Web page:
Sharkkarah’s Story: Getting the Monster Out

To me, the child welfare system is like the monster in the dark in my kids’ room. I have done everything I’ve had to do to get that monster out.

When I became a mother, I wanted to end my family’s cycle of losing children to the foster care system.

My grandmother lost my father.

My mother and father lost me.

My sister lost her children.

My brother lost his child.

ACS came into my life because I was hitting my kids. I knew nothing about being a parent.


I was sent to a therapist who was terrible. She used to look at the clock and eat snacks. I hid my anger and kept my real problems to myself. I didn’t ask for better quality help. I just wanted the system to leave me alone.

My children came home in 6 months. But I hadn’t gotten over the hurt I had experienced in foster care.

When my children came home, it was hard for me to care of them. Eventually, I felt like I had no choice but to place them back in foster care.

This time, I knew I needed real help, or I’d lose my children forever.


Here’s what didn’t help:

  • Because of turnover, we transferred through 2 agencies;
  • I had 8 different workers on my case;
  • And 4 or 5 supervisors;
  • Sadly, in total, my kids were placed in 6 different homes.

I was also given almost no information about the services that could’ve helped my family heal. I was told, “Go here. Do this.”

But I have found people who have become my support system, my village.

On the very first day that I saw a therapist at Safe Horizon, she neither blamed me nor labeled me. She was trained in trauma-focused therapy, and she helped me understand why my emotions were so strong. She explained that, because I grew up in such violence and without support, exploding was a natural reaction for me.

Over time, I began to feel comfortable breaking down and crying like a baby with her.

After we worked together to find out the root of my anger, my therapist told me that we needed to try to find ways to calm my storm. Although my rage was understandable, it would not help me get my children home. She said that the system wasn’t against me personally. Their biggest concern was safety. I had to show them that my children could be safe with me.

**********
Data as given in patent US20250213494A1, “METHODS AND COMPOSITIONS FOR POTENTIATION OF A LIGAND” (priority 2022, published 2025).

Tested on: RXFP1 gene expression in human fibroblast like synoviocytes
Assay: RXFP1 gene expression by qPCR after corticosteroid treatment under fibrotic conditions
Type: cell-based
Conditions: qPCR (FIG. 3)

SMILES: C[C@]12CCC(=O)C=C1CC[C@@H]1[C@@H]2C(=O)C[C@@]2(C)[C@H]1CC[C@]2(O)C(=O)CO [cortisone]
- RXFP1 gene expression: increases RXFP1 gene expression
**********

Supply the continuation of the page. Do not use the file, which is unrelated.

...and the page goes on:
My therapist suggested experimenting with different techniques:

I tried throwing ice cubes in the tub or breaking a plate if I got angry. That didn’t help.

I tried to eat candy in court so that when I heard negative comments, my mouth would be full and I would not say things that would negatively affect my kids coming home. That didn’t help.

What eventually did help was attending peer support groups, doing yoga, listening to peaceful music, writing in journals and venting to my therapist.


I also attended therapy with my oldest daughter and began to better understand how my anger had impacted her. I learned that she was scared of me and didn’t want to come home.

I felt horrible, but the therapist told me over and over that I couldn’t be expected to know how to create stability when it was something I had never been taught. I could learn from my mistakes and grow, however.

Over time, I began to see myself as neither a victim nor a perpetrator but as a survivor who wasn’t doomed to repeat her past.


I’d like to say that my story has a happy ending. Almost two years ago, two of my children came home from foster care. That was among the happiest days of my life.

But even though my oldest daughter told me she loved me and forgave me, she also told me she was too scared to come home and that she wanted to be adopted. That is a sadness that I live with every day.

My children are also filled with pain and anger. It’s hard for them to get through the day without their big sister. And they’re afraid to get comfortable at home. They’re still afraid that they’ll be taken away again.


Part of the reason I’m writing for Rise is that I hope my daughter will read my story someday.

Another reason I’m telling my story publicly is that I know that if I had gotten the right support sooner, things could have worked out better for my family.

I wish my village had started when I was 9 years old and had just entered foster care. I should’ve gotten quality trauma therapy back then.

I’m a person who’s always been looking for help. I read Rise throughout my case. I was in therapy even before my kids were removed. But dealing with unsupportive caseworkers, I felt desperate and ashamed to even ask for help.

I know my own actions and choices led my children to enter foster care. I hit my kids. But my life choices also show my devotion to keeping my family bond whole and strong.


Sometimes I’m still scared of ACS, especially when my children are going through hard times. But I’m trying to no longer let the monster in the closet frighten my family. I want my children to know that we don’t need to live in fear. For the first time in generations, we are living as a family.

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